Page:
On December 1, 1955, the case that they were waiting for appeared. Mrs. Rosa Parks was arrested for refusing to give up her seat. The Montgomery Bus Boycott planned by E. D. Nixon and led by King emerged. The boycott lasted for 385 days crippling the city economically. The situation became so tense that King’s house was bombed, and he was arrested during this campaign. The case ultimately ended with a United States District Court ruling in Browder v. Gayle that ended racial segregation on all Montgomery public buses and throughout the south.

In 1957, Dr. King, Ralph Abernathy, and other civil rights activists founded the Southern Christian Leadership Conference (SCLC), a group created to harness the moral authority and organizing power of black churches to conduct non-violent protests in the service of civil rights reform. King led the SCLC until his death. Over his career, Dr. King narrowly escaped death as his life was in constant danger, but he remained faithful to a non-violent philosophy modeled by Gandhi’s non-violent techniques. Dr. King believed that organized non-violent protest against the system of southern segregation known as Jim Crow would lead to extensive media coverage of the struggle for black equality and voting rights.

It is my opinion that this was the single most powerful tool in the arsenal of the civil rights movement. This explosive media coverage, both journalistic and television footage of the daily deprivation and indignities suffered by southern blacks, and of segregationist violence and harassment of civil rights marchers produced a wave of sympathetic public opinion. This was in large part what convinced the majority of Americans that the civil rights movement was the most important issue in American politics in the early 1960’s. King organized and led marches for the right to vote, desegregation, labor rights and other basic civil rights. Most of these rights were successfully enacted into law with the passage of the Civil Rights Act of 1964 and the Voting Rights Act of 1965.

History will most remember Dr. King for his famous “I have a dream speech” during the March on Washington for Jobs and Freedom that took place on August 28, 1963. Dr. King, representing SCLC, was among the leaders of the so-called “Big Six” civil rights organizations who were instrumental in the organization of this massive event.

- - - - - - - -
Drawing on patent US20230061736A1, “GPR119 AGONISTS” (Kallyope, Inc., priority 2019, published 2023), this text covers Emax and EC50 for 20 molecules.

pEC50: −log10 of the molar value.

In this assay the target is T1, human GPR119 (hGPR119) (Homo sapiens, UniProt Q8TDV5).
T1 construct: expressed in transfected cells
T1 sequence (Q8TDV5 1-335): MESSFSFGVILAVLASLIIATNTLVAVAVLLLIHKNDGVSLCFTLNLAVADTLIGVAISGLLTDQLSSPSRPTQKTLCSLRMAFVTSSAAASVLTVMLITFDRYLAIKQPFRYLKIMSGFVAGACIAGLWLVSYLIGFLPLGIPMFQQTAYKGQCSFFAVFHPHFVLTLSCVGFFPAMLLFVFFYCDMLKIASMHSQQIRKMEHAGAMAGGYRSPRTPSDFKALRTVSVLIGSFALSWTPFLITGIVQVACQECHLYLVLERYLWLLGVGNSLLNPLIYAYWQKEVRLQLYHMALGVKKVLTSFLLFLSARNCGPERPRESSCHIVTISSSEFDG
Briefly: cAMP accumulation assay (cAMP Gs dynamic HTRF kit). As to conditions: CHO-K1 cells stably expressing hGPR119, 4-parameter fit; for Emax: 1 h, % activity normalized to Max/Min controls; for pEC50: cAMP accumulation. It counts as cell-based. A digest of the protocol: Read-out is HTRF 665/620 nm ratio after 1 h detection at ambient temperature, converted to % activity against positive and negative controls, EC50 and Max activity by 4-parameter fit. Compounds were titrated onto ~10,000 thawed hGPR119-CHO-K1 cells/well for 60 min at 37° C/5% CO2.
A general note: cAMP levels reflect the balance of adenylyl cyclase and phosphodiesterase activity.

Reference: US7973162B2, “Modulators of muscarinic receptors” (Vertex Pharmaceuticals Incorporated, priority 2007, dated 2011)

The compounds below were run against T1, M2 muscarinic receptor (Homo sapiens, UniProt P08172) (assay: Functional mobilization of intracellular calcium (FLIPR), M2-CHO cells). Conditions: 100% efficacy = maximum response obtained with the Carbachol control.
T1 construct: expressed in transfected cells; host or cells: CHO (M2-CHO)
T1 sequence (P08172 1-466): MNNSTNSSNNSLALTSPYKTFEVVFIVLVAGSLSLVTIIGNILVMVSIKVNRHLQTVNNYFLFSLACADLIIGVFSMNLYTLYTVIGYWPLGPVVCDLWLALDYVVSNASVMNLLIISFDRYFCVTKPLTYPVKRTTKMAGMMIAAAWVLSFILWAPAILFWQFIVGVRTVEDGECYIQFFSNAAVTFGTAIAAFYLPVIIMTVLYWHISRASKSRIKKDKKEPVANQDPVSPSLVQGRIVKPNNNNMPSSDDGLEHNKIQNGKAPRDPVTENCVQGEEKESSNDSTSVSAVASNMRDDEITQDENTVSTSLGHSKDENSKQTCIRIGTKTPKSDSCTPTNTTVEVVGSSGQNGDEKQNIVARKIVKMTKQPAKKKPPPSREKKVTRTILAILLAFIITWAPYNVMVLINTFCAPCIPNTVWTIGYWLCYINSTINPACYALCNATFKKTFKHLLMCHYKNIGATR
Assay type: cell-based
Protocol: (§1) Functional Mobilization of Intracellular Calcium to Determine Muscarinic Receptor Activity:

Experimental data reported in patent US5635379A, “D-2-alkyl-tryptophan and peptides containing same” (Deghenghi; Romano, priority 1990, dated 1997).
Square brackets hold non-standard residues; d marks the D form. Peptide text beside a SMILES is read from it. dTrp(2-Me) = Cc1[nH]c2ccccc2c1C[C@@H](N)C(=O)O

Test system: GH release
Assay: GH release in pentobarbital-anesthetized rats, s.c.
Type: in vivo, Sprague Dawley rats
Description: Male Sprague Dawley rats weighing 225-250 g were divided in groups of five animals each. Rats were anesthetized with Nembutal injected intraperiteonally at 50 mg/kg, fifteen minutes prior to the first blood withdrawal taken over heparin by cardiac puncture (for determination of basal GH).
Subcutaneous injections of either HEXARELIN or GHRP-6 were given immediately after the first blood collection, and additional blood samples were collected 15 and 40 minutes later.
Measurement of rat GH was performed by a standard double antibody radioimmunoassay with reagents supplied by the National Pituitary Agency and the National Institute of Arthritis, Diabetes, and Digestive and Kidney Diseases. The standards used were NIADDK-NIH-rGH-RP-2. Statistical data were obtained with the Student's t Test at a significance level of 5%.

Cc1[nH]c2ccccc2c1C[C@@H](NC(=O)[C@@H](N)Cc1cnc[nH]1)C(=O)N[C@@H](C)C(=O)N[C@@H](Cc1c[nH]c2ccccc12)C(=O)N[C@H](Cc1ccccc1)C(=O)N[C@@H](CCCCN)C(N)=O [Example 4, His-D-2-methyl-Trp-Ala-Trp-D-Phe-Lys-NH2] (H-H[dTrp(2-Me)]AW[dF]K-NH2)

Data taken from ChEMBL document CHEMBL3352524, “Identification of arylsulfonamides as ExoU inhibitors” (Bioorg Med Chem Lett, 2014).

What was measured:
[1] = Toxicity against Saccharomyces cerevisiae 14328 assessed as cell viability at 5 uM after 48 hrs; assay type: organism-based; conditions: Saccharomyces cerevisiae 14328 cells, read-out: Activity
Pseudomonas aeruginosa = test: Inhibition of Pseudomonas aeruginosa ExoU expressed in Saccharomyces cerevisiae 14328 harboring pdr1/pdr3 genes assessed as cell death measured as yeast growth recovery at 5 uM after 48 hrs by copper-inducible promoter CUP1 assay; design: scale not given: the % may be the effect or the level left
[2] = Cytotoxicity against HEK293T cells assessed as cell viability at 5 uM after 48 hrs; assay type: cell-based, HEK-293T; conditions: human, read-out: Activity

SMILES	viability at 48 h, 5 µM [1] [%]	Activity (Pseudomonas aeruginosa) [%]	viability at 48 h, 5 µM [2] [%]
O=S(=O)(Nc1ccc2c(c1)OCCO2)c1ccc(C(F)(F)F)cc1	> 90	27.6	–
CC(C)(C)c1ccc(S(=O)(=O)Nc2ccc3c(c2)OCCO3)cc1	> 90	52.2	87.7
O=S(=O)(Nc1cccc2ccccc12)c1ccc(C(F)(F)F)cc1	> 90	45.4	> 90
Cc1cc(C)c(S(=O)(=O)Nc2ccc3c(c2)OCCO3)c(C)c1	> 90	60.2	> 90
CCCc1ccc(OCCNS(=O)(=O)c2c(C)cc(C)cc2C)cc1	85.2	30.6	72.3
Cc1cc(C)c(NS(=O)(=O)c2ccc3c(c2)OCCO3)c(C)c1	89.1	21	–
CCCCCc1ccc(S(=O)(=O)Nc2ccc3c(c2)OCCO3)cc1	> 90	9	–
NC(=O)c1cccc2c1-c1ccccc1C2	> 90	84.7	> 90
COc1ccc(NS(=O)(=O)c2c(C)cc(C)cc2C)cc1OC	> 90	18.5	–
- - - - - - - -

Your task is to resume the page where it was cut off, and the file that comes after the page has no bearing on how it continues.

The other leaders and organizations comprising the Big Six were Roy Williams from the NAACP, Whitney Young of the Urban League, A. Philip Randolph of the Brotherhood of Sleeping Car Porters, John Lewis of SNCC, and James Farmer of the Congress of Racial Equality with King’s colleague Bayard Rustin the primary logistical and strategic organizer.

Dr. King’s legacy lives in the souls of all mankind, and his efforts did more for African American life in America than any other man in Negro history in spite of being the most hated man in the world at the time in which he lived. It is hard to fathom today what the world would be like if he never lived. And that’s my thought provoking perspective…

 

In His Own Words


Rachel Dolezal: WTF

FILE - In this July 24, 2009, file photo, Rachel Dolezal, a leader of the Human Rights Education Institute, stands in front of a mural she painted at the institute's offices in Coeur d'Alene, Idaho. Dolezal, now president of the Spokane, Wash., chapter of the NAACP, is facing questions about whether she lied about her racial identity, with her family saying she is white but has portrayed herself as black. (AP Photo/Nicholas K. Geranios, File)

FILE – In this July 24, 2009, file photo, Rachel Dolezal, a leader of the Human Rights Education Institute, stands in front of a mural she painted at the institute’s offices in Coeur d’Alene, Idaho. Dolezal, now president of the Spokane, Wash., chapter of the NAACP, is facing questions about whether she lied about her racial identity, with her family saying she is white but has portrayed herself as black. (AP Photo/Nicholas K. Geranios, File)

There are opinions about Rachel Dolezal pretending to be a black woman coming from all quarters – everybody’s got a point of view. It is worth mentioning that this is the biggest story on white media with CNN running the BREAKING NEWS banner every fifteen minutes. I might add that white folk are flabbergasted!!!

Let me start by saying everybody in the world knows that when you say America, it is code for white supremacy! Having said that let’s be clear white folks know and understand this because they benefit from it. Maybe this is why there is such an uproar surrounding this story and the reason many are so offended that one of their own would leave the fold. Not to mention that Rachel claims it her life’s mission to work for the betterment of black people.

The Spokane NAACP leader Rachel Dolezal, who was called out by her real white parents telling the entire world that she has falsely portrayed herself as black for years; more than ten years, in fact. This story could be as simple as this; she knows what white folks have done to black people and continue doing is a disgrace to humanity. Some have said she lied, and others say this act is a ruse. To that I say maybe more white folks should do the same if they are to do it for good – as it appears Rachel is doing. Some say she meant well.